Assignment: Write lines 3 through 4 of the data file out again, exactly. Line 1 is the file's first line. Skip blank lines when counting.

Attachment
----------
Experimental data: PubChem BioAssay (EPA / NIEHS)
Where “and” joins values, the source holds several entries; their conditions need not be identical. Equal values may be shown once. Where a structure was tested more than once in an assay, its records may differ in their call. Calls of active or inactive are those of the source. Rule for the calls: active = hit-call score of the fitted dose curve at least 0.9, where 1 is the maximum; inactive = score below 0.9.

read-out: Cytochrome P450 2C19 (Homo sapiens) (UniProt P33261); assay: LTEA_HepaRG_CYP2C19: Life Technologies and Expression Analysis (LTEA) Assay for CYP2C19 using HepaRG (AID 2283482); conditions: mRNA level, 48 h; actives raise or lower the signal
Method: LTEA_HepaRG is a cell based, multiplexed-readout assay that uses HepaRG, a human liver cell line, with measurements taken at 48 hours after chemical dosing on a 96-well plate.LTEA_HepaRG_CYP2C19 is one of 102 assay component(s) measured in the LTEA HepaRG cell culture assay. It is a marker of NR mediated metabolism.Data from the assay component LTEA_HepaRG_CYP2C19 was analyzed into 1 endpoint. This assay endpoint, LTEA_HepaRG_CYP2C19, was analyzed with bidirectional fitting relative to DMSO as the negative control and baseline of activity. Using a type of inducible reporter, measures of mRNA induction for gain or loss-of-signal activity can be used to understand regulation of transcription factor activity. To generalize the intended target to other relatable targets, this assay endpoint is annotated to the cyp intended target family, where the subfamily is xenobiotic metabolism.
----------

read-out: Cytochrome P450 2C19 (Homo sapiens) (UniProt P33261); assay: LTEA_HepaRG_CYP2C19: Life Technologies and Expression Analysis (LTEA) Assay for CYP2C19 using HepaRG (AID 2283482); conditions: mRNA level, 48 h; actives raise or lower the signal
Method: LTEA_HepaRG is a cell based, multiplexed-readout assay that uses HepaRG, a human liver cell line, with measurements taken at 48 hours after chemical dosing on a 96-well plate.LTEA_HepaRG_CYP2C19 is one of 102 assay component(s) measured in the LTEA HepaRG cell culture assay. It is a marker of NR mediated metabolism.Data from the assay component LTEA_HepaRG_CYP2C19 was analyzed into 1 endpoint. This assay endpoint, LTEA_HepaRG_CYP2C19, was analyzed with bidirectional fitting relative to DMSO as the negative control and baseline of activity. Using a type of inducible reporter, measures of mRNA induction for gain or loss-of-signal activity can be used to understand regulation of transcription factor activity. To generalize the intended target to other relatable targets, this assay endpoint is annotated to the cyp intended target family, where the subfamily is xenobiotic metabolism.